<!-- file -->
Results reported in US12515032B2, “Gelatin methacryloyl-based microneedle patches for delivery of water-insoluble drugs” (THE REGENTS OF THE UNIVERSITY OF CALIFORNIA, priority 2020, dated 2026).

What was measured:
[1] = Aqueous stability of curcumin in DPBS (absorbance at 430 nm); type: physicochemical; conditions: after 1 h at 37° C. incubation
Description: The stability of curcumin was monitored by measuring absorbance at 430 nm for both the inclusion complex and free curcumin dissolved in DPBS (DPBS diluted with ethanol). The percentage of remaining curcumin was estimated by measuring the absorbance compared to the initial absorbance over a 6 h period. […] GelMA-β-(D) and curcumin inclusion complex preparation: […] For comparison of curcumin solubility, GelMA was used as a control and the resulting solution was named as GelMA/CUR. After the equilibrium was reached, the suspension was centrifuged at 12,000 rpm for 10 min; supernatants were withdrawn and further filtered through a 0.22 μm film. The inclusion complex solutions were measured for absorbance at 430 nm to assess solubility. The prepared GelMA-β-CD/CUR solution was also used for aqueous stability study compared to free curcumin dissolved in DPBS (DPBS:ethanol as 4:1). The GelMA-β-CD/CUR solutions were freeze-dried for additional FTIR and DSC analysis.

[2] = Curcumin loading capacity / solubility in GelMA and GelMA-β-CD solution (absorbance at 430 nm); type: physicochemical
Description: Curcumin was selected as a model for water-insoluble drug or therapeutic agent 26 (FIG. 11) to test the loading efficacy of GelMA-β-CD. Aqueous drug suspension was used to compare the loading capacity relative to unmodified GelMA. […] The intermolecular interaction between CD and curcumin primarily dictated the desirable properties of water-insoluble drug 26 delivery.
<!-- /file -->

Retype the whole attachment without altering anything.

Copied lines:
Results reported in US12515032B2, “Gelatin methacryloyl-based microneedle patches for delivery of water-insoluble drugs” (THE REGENTS OF THE UNIVERSITY OF CALIFORNIA, priority 2020, dated 2026).

What was measured:
[1] = Aqueous stability of curcumin in DPBS (absorbance at 430 nm); type: physicochemical; conditions: after 1 h at 37° C. incubation
Description: The stability of curcumin was monitored by measuring absorbance at 430 nm for both the inclusion complex and free curcumin dissolved in DPBS (DPBS diluted with ethanol). The percentage of remaining curcumin was estimated by measuring the absorbance compared to the initial absorbance over a 6 h period. […] GelMA-β-(D) and curcumin inclusion complex preparation: […] For comparison of curcumin solubility, GelMA was used as a control and the resulting solution was named as GelMA/CUR. After the equilibrium was reached, the suspension was centrifuged at 12,000 rpm for 10 min; supernatants were withdrawn and further filtered through a 0.22 μm film. The inclusion complex solutions were measured for absorbance at 430 nm to assess solubility. The prepared GelMA-β-CD/CUR solution was also used for aqueous stability study compared to free curcumin dissolved in DPBS (DPBS:ethanol as 4:1). The GelMA-β-CD/CUR solutions were freeze-dried for additional FTIR and DSC analysis.

[2] = Curcumin loading capacity / solubility in GelMA and GelMA-β-CD solution (absorbance at 430 nm); type: physicochemical
Description: Curcumin was selected as a model for water-insoluble drug or therapeutic agent 26 (FIG. 11) to test the loading efficacy of GelMA-β-CD. Aqueous drug suspension was used to compare the loading capacity relative to unmodified GelMA. […] The intermolecular interaction between CD and curcumin primarily dictated the desirable properties of water-insoluble drug 26 delivery.